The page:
Conclusion: barriers to research among Cameroonian medical students are mainly institutional. However, facilitators are primarily linked to career goals. To improve research activities among these undergraduates, initiatives must target institutional barriers and incentives that foster career development.

Establishing a Sustainable Training Program for Laparoscopy in Resource-Limited Settings: Experience in Ghana

Healthcare equipment funded by international partners is often not properly utilized in many developing countries due to low levels of awareness and a lack of expertise. A long-term on-site training program for laparoscopic surgery was established at a regional hospital in Ghana upon request of the Ghana Health Service and local surgeons.

The authors report the initial 32-month experience of implementing laparoscopic surgery focusing on the trainees’ response, technical independence, and factors associated with the successful implementation of a “new” surgical practice.

Curricular structure and feedback results of the trainings for doctors and nurses, and characteristics of laparoscopic procedures performed at the Greater Accra Regional Hospital between January 2017 and September 2019 were retrospectively reviewed.

Comprehensive training including two weeks of simulation workshops followed by animal labs were regularly provided for the doctors. Among the 97 trainees, 27.9% had prior exposure in laparoscopic surgery, 95% were satisfied with the program. Eleven nurses attained professional competency over 15 training sessions where none had prior exposure to laparoscopic surgery. Since the first laparoscopic cholecystectomy in February 2017, 82 laparoscopic procedures were performed. The scope of the surgery was expanded from general surgery (n = 46) to gynecology (n = 33), pediatric surgery (n = 2), and urology (n = 1). The volume of local doctors as primary operators increased from 0% (0/17, February to December 2017) to 41.9% (13/31, January to October 2018) and 79.4% (27/34, November 2018 to September 2019), with 72.5% of the cases being assisted by the expatriate surgeon. There were no open conversions, technical complications, or mortalities. Local doctors independently commenced endoscopic surgical procedures including cystoscopies, hysteroscopies, endoscopic neurosurgeries and arthroscopies.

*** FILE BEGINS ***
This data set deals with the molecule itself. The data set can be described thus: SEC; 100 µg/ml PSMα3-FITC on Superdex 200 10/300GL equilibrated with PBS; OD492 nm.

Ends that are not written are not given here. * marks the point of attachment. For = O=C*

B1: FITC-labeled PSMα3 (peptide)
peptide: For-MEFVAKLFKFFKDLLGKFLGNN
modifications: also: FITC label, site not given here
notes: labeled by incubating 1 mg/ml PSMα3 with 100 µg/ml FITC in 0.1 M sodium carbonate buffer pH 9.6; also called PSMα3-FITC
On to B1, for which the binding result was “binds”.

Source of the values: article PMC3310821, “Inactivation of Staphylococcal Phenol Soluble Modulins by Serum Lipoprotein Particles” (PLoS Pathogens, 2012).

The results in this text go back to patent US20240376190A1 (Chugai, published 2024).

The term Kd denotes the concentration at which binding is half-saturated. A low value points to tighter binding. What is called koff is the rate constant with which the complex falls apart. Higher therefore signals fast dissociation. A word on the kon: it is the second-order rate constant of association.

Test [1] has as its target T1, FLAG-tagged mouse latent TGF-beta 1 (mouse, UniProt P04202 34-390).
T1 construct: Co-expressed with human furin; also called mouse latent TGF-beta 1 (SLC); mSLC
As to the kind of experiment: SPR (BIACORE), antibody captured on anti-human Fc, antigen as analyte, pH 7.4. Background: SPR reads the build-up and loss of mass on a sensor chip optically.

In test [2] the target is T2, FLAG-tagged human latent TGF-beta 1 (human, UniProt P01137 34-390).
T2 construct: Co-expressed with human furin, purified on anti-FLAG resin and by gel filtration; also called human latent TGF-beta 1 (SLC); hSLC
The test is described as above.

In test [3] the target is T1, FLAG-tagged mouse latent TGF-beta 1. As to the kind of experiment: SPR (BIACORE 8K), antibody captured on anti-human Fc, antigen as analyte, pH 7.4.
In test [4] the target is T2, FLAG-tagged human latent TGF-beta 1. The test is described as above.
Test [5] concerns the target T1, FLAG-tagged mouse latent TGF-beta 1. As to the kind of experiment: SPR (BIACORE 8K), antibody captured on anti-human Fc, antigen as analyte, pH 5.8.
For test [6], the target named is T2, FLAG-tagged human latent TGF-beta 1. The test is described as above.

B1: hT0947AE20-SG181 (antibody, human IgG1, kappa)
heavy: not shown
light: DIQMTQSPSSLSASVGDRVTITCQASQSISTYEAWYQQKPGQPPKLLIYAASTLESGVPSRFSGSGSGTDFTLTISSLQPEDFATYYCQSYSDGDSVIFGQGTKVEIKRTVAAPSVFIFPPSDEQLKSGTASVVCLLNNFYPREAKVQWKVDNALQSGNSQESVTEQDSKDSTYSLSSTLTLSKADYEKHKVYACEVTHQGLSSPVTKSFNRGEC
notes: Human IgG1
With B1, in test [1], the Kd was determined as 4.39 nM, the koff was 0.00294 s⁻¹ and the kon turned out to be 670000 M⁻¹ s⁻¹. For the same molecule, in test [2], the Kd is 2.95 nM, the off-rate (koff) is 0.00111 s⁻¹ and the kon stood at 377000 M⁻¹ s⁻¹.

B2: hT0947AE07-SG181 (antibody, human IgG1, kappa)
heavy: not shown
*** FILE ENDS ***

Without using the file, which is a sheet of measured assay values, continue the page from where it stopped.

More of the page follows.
Sensitization and motivation of the surgical workforce through long-term continuous on-site training resulted in the successful implementation of laparoscopic surgery with a high level of technical independence.

Implementing oncology clinical trials in Nigeria: a model for capacity building

Background: There is both higher mortality and morbidity from cancer in low and medium income countries (LMICs) compared with high income countries (HICs). Clinical trial activities and development of more effective and less toxic therapies have led to significant improvements in morbidity and mortality from cancer in HICs. Unfortunately, clinical trials remain low in LMICs due to poor infrastructure and paucity of experienced personnel to execute clinical trials. There is an urgent need to build local capacity for evidence-based treatment for cancer patients in LMICs.